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Ursula, Under (Shannon Ravenel Books)
Synopses & Reviews
In Michigan's upper peninsula, a dangerous rescue effort draws the ears and eyes of the entire country. A two-and-a-half-year-old girl has fallen down a mine shaft—"the only sound is an astonished tiny intake of breath from Ursula as she goes down, like a penny into the slot of a bank, disappeared, gone." It is as if all hope for life on the planet is bound up in the rescue of this little girl, the first and only child of a young woman of Finnish extraction and her Chinese-American husband. One TV viewer following the action notes that the Wong family lives in a decrepit mobile home and wonders why all this time and money is being "wasted on that half-breed trailer-trash kid."
In response, the novel takes a breathtaking leap back in time to visit Ursula's most remarkable ancestors: a third-century-B.C. Chinese alchemist; an orphaned playmate of a seventeenth-century Swedish queen; Professor Alabaster Wong, a Chautauqua troupe lecturer (on exotic Chinese topics) traveling the Midwest at the end of the nineteenth century; her great-great-grandfather Jake Maki, who died at twenty-nine in a Michigan iron mine cave-in; and others whose richness and history are contained in the induplicable DNA of just one person—little Ursula Wong.
Ursula's story echoes those of her ancestors, many of whom so narrowly escaped not being born that her very existence—like ours—comes to seem a miracle. Ambitious and accomplished, Ursula, Under is, most of all, wonderfully entertaining—a daring saga of culture, history, and heredity.
Once in a while, a first-time novelist dares to write bravely and big. Ingrid Hill has done just that with her breathtaking first novel.
In Michigan's Upper Peninsula, a dangerous rescue effort draws the ears and eyes of the entire country. When a two-year-old girl falls down a mine shaft it is as if all hope for life on the planet is bound up in her rescue. Little Ursula Wong is the first and only child of a young woman of Finnish extraction and her Chinese-American husband. The Wongs live in a decrepit mobile home and their child is designated by one onlooker as "half-breed trailer trash," not worth all the attention and expense.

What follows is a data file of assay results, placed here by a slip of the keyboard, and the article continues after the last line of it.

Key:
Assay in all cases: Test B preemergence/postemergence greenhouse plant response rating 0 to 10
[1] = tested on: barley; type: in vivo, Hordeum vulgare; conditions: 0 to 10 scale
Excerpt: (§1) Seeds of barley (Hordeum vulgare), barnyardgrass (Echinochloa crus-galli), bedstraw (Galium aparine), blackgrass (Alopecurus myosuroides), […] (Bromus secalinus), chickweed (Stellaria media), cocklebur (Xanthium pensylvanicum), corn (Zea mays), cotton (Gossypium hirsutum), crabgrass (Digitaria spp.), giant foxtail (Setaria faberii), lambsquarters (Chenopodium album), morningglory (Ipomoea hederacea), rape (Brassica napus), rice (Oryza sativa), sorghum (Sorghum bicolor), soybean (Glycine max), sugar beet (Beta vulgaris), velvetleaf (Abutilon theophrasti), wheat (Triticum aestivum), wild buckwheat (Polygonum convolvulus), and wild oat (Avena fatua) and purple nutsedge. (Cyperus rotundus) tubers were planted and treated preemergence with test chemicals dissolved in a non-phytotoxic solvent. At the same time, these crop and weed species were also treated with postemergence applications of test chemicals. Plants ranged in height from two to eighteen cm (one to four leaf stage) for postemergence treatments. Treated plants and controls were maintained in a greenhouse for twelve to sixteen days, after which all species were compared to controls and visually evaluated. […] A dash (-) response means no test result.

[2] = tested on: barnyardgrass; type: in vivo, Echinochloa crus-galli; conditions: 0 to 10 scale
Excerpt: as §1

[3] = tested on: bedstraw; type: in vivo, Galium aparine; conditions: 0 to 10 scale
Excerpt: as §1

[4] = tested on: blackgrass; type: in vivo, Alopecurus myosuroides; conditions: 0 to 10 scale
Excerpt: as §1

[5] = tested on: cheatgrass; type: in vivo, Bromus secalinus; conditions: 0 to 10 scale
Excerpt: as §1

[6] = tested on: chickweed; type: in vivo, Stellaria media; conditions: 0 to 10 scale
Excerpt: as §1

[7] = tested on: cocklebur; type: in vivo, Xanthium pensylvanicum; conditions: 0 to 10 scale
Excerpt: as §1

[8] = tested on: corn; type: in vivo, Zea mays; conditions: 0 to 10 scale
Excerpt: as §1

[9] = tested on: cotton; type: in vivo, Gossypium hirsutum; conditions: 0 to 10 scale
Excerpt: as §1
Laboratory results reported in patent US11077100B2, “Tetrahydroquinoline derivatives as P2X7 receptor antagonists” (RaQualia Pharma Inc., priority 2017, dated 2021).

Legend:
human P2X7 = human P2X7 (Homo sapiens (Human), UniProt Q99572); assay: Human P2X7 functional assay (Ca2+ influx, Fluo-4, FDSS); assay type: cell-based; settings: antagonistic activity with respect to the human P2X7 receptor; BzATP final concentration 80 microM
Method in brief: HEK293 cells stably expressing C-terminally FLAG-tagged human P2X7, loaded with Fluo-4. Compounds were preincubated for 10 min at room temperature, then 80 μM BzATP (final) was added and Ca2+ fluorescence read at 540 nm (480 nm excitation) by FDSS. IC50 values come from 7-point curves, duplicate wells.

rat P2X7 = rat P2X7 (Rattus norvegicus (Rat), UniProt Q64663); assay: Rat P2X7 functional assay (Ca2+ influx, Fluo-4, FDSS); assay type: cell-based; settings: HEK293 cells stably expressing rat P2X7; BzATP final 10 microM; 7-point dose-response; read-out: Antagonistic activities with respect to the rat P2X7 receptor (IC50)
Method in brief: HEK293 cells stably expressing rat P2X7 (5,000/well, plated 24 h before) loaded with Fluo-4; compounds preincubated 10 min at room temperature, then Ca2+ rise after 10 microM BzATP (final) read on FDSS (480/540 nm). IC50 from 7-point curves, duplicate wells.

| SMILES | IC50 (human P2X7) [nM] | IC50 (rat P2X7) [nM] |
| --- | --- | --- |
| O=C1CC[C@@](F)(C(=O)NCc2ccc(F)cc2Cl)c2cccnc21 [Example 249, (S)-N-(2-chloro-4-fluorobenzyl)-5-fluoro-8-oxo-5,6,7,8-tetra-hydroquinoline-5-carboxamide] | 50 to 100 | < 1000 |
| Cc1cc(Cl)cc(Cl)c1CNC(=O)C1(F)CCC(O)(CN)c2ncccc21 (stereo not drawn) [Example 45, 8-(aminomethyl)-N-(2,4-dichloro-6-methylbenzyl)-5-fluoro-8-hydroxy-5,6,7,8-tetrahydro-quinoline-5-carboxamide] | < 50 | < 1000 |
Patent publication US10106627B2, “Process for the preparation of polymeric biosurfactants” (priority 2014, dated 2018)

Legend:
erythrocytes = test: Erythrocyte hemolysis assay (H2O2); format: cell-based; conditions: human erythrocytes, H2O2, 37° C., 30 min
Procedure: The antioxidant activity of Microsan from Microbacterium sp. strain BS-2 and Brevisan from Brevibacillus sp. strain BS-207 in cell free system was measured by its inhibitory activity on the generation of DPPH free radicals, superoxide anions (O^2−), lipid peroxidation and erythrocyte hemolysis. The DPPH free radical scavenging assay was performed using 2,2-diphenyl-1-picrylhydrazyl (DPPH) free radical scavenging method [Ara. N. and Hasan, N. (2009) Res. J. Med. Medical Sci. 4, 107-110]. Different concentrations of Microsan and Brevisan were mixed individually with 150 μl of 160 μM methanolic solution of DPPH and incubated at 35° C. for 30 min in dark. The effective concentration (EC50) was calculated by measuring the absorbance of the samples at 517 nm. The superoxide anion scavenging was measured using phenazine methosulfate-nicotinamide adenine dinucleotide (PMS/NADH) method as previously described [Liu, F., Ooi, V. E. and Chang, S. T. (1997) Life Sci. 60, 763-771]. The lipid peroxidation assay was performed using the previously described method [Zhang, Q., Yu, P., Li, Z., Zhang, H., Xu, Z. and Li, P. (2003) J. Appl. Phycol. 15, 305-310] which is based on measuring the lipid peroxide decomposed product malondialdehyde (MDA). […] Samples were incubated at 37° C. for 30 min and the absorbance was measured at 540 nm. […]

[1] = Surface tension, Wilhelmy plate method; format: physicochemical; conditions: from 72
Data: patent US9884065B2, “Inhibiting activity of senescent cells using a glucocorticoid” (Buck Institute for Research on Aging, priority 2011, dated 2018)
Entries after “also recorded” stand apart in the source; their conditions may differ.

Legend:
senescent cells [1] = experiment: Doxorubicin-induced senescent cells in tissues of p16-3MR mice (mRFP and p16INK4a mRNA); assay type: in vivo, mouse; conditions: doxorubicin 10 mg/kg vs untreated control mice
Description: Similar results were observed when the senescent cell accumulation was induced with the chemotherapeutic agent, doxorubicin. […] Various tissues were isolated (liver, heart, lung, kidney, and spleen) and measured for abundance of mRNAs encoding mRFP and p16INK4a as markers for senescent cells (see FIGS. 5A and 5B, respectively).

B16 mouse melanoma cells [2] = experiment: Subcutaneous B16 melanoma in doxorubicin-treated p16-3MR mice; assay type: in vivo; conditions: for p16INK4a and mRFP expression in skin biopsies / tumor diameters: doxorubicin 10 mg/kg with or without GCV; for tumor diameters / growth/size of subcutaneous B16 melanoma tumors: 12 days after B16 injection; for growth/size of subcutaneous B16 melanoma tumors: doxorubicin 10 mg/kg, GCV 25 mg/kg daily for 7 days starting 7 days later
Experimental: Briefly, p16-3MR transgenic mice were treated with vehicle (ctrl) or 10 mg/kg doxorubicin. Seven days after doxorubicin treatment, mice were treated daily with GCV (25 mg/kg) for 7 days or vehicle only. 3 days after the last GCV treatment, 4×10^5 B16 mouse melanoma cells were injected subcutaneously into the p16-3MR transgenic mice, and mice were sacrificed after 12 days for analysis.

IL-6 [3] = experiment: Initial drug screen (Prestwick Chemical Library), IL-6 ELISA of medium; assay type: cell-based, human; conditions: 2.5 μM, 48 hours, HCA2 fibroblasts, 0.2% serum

Oh yeah? responds the story's narrative voice. Let's just see. And here the novel explodes into a grand saga of culture, history, and heredity. By its end, we've met, among others of Ursula Wong's ancestors, a 2nd-century B.C. Chinese alchemist; an orphaned consort to a 16th-century Swedish queen; Professor Alabaster Wong, a Chautauqua troupe lecturer on exotic Chinese topics traveling the Midwest at the end of the 19th century; and Ursula's great-great-grandfather Jake Maki, a mine worker who died in a cave-in at age twenty-nine.
Ursula's ultimate fate echoes that of her ancestors, so many of whom so narrowly escaped not being born that any given individual's life comes to seem a miracle. Ambitious and accomplished, Ursula, Under is, most of all, wonderfully entertaining.
This remarkable debut novel opens with a two-year-old girl trapped in an abandoned mine shaft, then travels back through history to trace the extraordinary lives of her most unusual and surprising ancestors.
About the Author
Ingrid Hill has published short stories in a range of magazines and is the author of one collection, Dixie Church Interstate Blues. She earned her Ph.D. in creative writing at the University of Iowa and has twice received grants from the National Endowment for the Arts. The mother of twelve children, including two sets of twins, she and her family live in Iowa City.
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